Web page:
As with any pedal, your specific guitar, amp, and your amp’s settings will control how this pedal sounds. From a Fender clean sound, though, I found that the tone control can make things either harsh or muddy, so there’s a good range of adjustment for any clean amp sound.
Put the Distortion knob around 12 o’clock, and the distortion is harmonically rich with a nice smooth sound. There is a bit of a mid-scoop, but some adjustment of the tone knob can really dial in the sound quickly for just about any musical situation shy of metal. The nice thing about this middle setting for the Distortion level is the pedal still cleans up well at lower volumes while sounding still maintaining its distorted character when the guitar is turned all the way up. You can also hear individual strings at this setting, making distorted arpeggios and single lines clear instead of mush. Setting the Distortion knob higher – around 3 or 4 o’clock – will add in a little bit of fizz with the extra distortion as well adding some compression for a bit more sustain.
Set the Distortion knob lower, and the DS-1 can also be a great solo boost pedal for an already overdriven amp. Keeping the Distortion level high when plugging into a distorted amp can also work, depending on the sound you are after.
At all but the highest Distortion and Level settings, the DS-1 remained fairly quiet.
Needless to say, the “simple versatility” of this pedal right out of the box is what makes it such a great addition to any pedalboard – but that’s only half the story!
Boss DS-1 Modifications
Since the DS-1 has been on sale for almost forty years, it’s an easy pedal to find. Combine that with its relatively low cost, and the DS-1 is a modder’s paradise.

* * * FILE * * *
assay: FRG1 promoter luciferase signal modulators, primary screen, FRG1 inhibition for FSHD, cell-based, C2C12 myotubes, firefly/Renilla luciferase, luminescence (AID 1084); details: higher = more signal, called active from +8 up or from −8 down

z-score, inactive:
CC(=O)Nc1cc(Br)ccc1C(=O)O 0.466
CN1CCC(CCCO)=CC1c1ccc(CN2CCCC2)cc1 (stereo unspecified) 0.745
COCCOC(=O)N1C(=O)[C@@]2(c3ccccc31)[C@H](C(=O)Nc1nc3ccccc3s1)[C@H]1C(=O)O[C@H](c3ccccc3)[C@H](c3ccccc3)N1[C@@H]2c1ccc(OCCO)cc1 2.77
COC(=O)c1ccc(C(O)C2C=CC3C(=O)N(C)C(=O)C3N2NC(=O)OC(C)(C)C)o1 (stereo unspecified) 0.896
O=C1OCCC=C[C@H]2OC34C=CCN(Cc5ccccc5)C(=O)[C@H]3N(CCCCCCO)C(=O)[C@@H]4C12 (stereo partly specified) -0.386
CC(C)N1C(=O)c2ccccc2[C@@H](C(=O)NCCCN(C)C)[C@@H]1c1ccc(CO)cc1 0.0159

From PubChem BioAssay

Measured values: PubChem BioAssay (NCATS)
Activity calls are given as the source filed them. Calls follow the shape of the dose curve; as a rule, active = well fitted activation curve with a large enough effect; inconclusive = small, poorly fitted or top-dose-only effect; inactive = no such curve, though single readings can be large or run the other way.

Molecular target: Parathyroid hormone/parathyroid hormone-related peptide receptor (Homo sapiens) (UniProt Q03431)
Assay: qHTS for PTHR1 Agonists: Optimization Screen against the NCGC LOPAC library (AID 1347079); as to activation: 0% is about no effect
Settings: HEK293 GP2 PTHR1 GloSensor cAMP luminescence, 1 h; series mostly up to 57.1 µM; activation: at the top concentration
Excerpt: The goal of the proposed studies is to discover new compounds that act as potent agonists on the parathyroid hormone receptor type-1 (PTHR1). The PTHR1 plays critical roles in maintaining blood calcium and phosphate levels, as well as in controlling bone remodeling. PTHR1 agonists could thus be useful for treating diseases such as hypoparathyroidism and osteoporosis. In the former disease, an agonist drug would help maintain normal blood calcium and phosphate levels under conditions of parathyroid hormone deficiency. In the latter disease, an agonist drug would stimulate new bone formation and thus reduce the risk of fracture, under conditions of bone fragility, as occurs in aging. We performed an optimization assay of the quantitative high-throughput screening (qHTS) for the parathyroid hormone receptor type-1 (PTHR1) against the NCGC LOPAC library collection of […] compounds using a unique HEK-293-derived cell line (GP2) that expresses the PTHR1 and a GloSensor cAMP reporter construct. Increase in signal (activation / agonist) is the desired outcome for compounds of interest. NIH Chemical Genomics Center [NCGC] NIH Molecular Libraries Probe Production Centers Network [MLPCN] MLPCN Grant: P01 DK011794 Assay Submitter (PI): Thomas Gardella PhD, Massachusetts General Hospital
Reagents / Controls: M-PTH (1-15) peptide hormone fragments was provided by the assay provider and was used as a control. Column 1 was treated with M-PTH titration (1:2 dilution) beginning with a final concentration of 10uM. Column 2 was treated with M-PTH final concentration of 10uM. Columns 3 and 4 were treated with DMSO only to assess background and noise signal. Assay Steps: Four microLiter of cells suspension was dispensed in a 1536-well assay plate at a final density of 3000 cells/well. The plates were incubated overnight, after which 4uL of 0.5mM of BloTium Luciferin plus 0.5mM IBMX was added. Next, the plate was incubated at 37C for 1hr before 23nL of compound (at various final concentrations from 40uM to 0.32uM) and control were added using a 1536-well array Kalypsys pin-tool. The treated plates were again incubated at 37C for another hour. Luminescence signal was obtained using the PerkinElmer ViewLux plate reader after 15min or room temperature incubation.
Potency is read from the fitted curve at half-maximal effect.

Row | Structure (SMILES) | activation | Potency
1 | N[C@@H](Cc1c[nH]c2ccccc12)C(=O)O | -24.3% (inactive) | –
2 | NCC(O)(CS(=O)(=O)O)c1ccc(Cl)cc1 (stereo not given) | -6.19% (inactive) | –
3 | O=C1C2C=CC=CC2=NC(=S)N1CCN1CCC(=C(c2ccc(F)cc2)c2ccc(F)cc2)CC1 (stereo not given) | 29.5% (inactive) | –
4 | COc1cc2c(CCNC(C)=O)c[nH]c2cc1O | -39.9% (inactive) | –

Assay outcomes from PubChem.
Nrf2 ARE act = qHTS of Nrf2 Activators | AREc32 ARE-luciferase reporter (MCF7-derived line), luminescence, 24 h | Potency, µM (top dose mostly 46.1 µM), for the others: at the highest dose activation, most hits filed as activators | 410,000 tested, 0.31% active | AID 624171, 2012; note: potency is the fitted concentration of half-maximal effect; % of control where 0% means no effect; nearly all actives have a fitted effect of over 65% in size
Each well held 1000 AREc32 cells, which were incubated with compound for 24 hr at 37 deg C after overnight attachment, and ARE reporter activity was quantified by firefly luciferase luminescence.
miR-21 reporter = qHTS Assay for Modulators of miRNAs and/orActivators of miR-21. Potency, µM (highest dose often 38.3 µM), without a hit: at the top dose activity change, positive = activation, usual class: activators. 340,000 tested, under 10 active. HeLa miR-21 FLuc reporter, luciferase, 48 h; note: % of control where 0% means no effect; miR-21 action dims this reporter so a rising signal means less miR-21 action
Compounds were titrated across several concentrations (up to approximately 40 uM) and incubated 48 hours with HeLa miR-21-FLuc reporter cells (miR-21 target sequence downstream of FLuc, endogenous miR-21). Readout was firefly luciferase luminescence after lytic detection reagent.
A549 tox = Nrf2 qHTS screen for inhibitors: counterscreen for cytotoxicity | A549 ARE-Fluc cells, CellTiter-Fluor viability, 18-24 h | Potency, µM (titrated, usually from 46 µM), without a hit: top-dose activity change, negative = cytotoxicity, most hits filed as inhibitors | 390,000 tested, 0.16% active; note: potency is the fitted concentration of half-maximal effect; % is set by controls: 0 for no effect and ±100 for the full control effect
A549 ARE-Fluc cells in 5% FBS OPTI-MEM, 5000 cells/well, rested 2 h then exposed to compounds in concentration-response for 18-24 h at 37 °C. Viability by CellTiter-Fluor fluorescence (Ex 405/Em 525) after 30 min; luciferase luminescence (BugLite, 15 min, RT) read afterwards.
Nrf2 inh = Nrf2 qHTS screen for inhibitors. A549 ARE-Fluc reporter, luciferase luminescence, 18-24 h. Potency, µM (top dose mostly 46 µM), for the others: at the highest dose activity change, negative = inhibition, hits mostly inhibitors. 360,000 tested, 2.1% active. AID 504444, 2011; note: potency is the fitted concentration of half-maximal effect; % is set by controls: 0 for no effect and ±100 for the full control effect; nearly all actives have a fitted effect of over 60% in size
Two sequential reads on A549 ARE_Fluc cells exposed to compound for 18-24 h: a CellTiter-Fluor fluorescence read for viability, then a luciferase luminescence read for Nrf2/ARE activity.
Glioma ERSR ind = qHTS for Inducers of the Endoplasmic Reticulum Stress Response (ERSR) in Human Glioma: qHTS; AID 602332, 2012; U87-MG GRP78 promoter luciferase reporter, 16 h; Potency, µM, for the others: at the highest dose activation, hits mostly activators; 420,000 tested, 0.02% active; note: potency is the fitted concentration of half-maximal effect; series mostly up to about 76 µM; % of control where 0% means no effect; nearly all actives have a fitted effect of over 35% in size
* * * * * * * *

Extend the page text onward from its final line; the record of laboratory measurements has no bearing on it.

There are websites dedicated to changes that you can make with a soldering iron and a few dollars worth of capacitors, resistors, and diodes that can totally change the way this pedal sounds. From JCM-like Marshall tones to a more modern distortion (and everything in between) there are mods for it! There are also mods to turn the pedal into a true-bypass pedal when it’s off, but I think the tonal changes are the real modifications worth considering.
If you want to change the pedal but don’t know a soldering iron from an ironing board, there are even companies that will take your DS-1 pedal and perform all the magic themselves – often with only a week or two turnaround time!
Boss DS-1 Summary and Verdict
If you are looking for a quality distortion pedal at a (very) reasonable price, I don’t think that you can do much better than the DS-1.
It’s versatile and responsive to your playing style, it’s easy to dial in, it’s durable, it’s inexpensive, and if (when) you do get tired of it, you can modify its tonal characteristics to dial in your tone even further – all for less than the cost of many boutique distortion pedals! And when it gets beaten up, tossed around, or loaned to a friend and never returned you can just go down to the local music store and pick up another one!